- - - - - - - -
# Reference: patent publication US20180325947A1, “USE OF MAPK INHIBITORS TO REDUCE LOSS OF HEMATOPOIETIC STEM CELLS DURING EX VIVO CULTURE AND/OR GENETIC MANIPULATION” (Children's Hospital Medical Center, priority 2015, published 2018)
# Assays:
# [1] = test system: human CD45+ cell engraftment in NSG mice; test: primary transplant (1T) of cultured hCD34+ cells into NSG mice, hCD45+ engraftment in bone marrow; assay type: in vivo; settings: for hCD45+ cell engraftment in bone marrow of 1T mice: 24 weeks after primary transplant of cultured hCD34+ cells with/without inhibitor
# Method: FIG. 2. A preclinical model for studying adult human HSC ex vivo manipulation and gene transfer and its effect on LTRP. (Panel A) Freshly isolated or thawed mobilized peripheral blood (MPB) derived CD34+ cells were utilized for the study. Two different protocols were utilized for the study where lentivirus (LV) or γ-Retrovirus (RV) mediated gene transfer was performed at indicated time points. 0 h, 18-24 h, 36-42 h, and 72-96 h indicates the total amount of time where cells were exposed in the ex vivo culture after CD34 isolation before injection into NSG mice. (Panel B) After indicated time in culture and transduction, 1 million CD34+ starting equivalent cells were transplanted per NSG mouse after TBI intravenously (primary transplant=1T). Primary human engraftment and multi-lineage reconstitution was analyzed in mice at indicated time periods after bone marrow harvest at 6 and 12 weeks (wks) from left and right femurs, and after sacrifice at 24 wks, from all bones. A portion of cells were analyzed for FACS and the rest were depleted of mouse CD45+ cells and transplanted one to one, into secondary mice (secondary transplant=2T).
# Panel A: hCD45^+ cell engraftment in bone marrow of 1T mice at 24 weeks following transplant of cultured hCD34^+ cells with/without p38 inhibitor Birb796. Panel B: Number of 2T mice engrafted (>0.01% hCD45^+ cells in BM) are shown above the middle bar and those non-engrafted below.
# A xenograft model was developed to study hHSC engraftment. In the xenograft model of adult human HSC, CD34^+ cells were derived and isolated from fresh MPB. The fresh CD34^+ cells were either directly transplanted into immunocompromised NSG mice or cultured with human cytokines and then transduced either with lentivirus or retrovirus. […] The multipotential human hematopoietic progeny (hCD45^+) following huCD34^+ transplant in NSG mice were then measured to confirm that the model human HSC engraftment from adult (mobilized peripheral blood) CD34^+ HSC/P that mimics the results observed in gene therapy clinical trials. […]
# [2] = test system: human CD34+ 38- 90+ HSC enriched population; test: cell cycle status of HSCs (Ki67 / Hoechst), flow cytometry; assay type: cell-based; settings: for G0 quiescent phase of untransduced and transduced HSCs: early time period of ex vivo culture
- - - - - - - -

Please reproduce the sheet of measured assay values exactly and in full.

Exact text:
# Reference: patent publication US20180325947A1, “USE OF MAPK INHIBITORS TO REDUCE LOSS OF HEMATOPOIETIC STEM CELLS DURING EX VIVO CULTURE AND/OR GENETIC MANIPULATION” (Children's Hospital Medical Center, priority 2015, published 2018)
# Assays:
# [1] = test system: human CD45+ cell engraftment in NSG mice; test: primary transplant (1T) of cultured hCD34+ cells into NSG mice, hCD45+ engraftment in bone marrow; assay type: in vivo; settings: for hCD45+ cell engraftment in bone marrow of 1T mice: 24 weeks after primary transplant of cultured hCD34+ cells with/without inhibitor
# Method: FIG. 2. A preclinical model for studying adult human HSC ex vivo manipulation and gene transfer and its effect on LTRP. (Panel A) Freshly isolated or thawed mobilized peripheral blood (MPB) derived CD34+ cells were utilized for the study. Two different protocols were utilized for the study where lentivirus (LV) or γ-Retrovirus (RV) mediated gene transfer was performed at indicated time points. 0 h, 18-24 h, 36-42 h, and 72-96 h indicates the total amount of time where cells were exposed in the ex vivo culture after CD34 isolation before injection into NSG mice. (Panel B) After indicated time in culture and transduction, 1 million CD34+ starting equivalent cells were transplanted per NSG mouse after TBI intravenously (primary transplant=1T). Primary human engraftment and multi-lineage reconstitution was analyzed in mice at indicated time periods after bone marrow harvest at 6 and 12 weeks (wks) from left and right femurs, and after sacrifice at 24 wks, from all bones. A portion of cells were analyzed for FACS and the rest were depleted of mouse CD45+ cells and transplanted one to one, into secondary mice (secondary transplant=2T).
# Panel A: hCD45^+ cell engraftment in bone marrow of 1T mice at 24 weeks following transplant of cultured hCD34^+ cells with/without p38 inhibitor Birb796. Panel B: Number of 2T mice engrafted (>0.01% hCD45^+ cells in BM) are shown above the middle bar and those non-engrafted below.
# A xenograft model was developed to study hHSC engraftment. In the xenograft model of adult human HSC, CD34^+ cells were derived and isolated from fresh MPB. The fresh CD34^+ cells were either directly transplanted into immunocompromised NSG mice or cultured with human cytokines and then transduced either with lentivirus or retrovirus. […] The multipotential human hematopoietic progeny (hCD45^+) following huCD34^+ transplant in NSG mice were then measured to confirm that the model human HSC engraftment from adult (mobilized peripheral blood) CD34^+ HSC/P that mimics the results observed in gene therapy clinical trials. […]
# [2] = test system: human CD34+ 38- 90+ HSC enriched population; test: cell cycle status of HSCs (Ki67 / Hoechst), flow cytometry; assay type: cell-based; settings: for G0 quiescent phase of untransduced and transduced HSCs: early time period of ex vivo culture